At the gift shop in Resolute Bay, Nunavit, you can buy a shirt that says “Resolute Bay is not the end of the world, but you can see it from here.” Not many people live in Resolute — 215, as of the 2001 Census. The second northernmost settlement in Canada (Grise Fiord is the northernmost), it is the debarkation point for scientific expeditions to the North Pole. The average yearly temperature is -16.4 F. , although right now it’s quite balmy, with temperatures in the low 40s. Resolute is a cold and isolated place.
It is civilization itself compared to Devon Island. Devon Island has no settlements on it. It is as uninhabited as…. Mars. Which is only one of the reasons that “Mars on Earth” — the Haughton-Mars Project — is located there. The more important ones have to do with the geological and biological attributes of the huge impact crater that’s more or less in the center of the island. Every year, scientists gather to study the crater and to use it to test equipment that hopefully one day will in some future iteration go to Mars.
My husband is up there now. This is his ninth consecutive year with HMP. He’s currently testing automated drills.
I’ve gotten used to it, now. Sort of. I no longer check the weather reports obsessively, I no longer check and recheck the project webcams to see if they’ve updated. (Especially since they haven’t been updated since the end of last field season.) I don’t let myself think the words “hypothermia” or “polar bears” or “ATV rollover” more than once every, oh, few hours.
Because when you love someone, you take them for who they are. In my case, that means saying “When do you need to leave?” a great deal. There is field work — Devon and rural Spain — and there are conferences — Japan and Valencia — and then there are just plain business trips — D.C. and Houston. During a particularly brutal spell last fall, he was away 68 days between July 1st and October 31st –including a six-week stint in Rio Tinto, Spain. That doesn’t include the traveling he did the rest of the year. Most years are not nearly so bad; he usually is away about a total of about 80 – 90 days a year.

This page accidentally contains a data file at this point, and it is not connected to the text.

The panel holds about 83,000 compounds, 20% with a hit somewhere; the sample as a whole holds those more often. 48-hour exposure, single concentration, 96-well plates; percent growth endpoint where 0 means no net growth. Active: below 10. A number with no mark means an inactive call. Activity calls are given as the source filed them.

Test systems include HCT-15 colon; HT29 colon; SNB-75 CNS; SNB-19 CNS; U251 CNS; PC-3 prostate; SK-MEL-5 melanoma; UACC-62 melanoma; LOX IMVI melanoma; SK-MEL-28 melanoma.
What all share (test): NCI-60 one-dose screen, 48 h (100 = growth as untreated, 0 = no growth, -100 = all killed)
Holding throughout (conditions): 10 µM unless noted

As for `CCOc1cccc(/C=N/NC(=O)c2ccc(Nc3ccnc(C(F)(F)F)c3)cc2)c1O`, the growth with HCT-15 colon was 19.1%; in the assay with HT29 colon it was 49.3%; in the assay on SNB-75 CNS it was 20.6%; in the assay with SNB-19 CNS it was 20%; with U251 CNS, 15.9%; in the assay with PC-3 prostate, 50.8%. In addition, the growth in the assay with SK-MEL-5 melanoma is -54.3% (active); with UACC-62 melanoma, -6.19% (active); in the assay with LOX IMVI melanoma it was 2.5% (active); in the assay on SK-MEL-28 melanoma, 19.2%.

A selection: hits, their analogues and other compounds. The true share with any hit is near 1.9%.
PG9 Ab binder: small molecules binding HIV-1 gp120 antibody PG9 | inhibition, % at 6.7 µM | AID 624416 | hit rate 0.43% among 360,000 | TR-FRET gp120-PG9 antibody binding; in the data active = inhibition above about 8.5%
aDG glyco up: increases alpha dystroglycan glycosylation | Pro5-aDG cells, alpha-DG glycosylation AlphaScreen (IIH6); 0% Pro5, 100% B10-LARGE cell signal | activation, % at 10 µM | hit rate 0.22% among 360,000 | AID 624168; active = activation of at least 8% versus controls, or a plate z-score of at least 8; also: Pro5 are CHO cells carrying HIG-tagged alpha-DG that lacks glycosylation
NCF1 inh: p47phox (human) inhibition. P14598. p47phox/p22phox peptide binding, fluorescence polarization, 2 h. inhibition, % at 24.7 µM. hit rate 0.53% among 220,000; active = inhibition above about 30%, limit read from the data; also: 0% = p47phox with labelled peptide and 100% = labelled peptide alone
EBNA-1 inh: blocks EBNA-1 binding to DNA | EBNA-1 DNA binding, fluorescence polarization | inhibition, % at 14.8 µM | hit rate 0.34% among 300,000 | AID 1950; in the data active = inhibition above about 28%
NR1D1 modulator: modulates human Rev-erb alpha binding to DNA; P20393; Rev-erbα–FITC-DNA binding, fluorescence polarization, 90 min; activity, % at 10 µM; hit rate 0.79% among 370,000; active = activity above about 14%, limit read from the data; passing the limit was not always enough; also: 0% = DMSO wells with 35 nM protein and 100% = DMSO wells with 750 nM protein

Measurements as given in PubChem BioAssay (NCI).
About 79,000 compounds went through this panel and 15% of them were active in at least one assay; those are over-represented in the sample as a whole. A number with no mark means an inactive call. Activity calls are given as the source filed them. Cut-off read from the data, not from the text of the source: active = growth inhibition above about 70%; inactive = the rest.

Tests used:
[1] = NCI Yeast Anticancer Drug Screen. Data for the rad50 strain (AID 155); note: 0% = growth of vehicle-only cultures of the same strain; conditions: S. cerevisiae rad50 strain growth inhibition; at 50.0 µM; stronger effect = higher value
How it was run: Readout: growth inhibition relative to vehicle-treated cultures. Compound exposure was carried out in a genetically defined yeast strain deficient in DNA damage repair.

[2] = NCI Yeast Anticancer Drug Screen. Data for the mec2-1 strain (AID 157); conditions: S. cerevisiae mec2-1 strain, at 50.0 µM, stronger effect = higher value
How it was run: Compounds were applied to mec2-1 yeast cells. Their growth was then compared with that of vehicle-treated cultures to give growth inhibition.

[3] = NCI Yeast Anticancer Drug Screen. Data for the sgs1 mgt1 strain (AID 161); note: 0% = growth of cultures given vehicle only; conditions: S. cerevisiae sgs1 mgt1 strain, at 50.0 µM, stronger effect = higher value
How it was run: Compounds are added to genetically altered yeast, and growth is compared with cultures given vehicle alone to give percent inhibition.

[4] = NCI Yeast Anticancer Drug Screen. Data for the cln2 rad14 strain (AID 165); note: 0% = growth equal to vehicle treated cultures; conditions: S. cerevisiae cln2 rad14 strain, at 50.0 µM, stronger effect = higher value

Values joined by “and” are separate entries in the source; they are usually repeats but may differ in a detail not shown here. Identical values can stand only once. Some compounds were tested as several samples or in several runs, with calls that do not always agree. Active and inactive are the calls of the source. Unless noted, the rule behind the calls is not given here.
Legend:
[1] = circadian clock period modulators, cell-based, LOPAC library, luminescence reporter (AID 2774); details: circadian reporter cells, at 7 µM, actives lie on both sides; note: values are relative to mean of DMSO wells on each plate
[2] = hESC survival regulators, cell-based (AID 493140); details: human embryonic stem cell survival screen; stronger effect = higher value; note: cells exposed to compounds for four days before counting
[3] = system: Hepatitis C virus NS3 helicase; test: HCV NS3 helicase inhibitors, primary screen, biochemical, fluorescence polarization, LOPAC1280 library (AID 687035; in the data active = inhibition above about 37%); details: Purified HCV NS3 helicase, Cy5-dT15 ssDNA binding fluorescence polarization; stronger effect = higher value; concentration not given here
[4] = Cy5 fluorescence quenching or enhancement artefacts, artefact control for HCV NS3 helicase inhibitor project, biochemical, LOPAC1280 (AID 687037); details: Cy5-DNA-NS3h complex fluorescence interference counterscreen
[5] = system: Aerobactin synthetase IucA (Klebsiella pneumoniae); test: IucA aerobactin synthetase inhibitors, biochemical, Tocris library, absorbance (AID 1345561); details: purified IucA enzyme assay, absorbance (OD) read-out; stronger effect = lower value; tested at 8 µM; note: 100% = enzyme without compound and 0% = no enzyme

He does what he does because it matters to him. He wants to do work that will advance exploration science, that may someday lead to his grandchildren standing on Mars. I applaud that far-sightedness: I appreciate the fact that he is not driven solely by thoughts of commercial gain. (If he was motivated by money, he sure wouldn’t be working for NASA. Private sector jobs for people of his qualifications pay much better.)
And my part in this is support, and making sure the kids are alright. I don’t say “Do you have to go to Devon?” I don’t say “But don’t you think six weeks is a long time to be away from home?” I will confess, however, that I sometimes say “Are you sure they really need you at XYZ boring business meeting at NASA Headquarters?”
Because he’s a scientist, an explorer. I can tether him, if I absolutely had too — but why? It’s just who he is. I have other friends who face the same issue, with far more stress than I. One friend has a husband who is a camerman who has done time in Iraq and who spends summer filming wildfires. Compared to that, worrying about a little bout of hypothermia is nothing.
It just goes with the territory of loving people whose first love is something larger than just another person. I’ve never been unclear on that. And to insist he stay home, cease to travel, explore, and pursue his goals would be to insist he change who he is. I love him, I don’t want him to let go of something that is so clearly a part of his psyche. So I offer encouragement and hold down the fort. I do this as cheerfully and with as much grace as I can muster.
But that doesn’t mean I have to like it.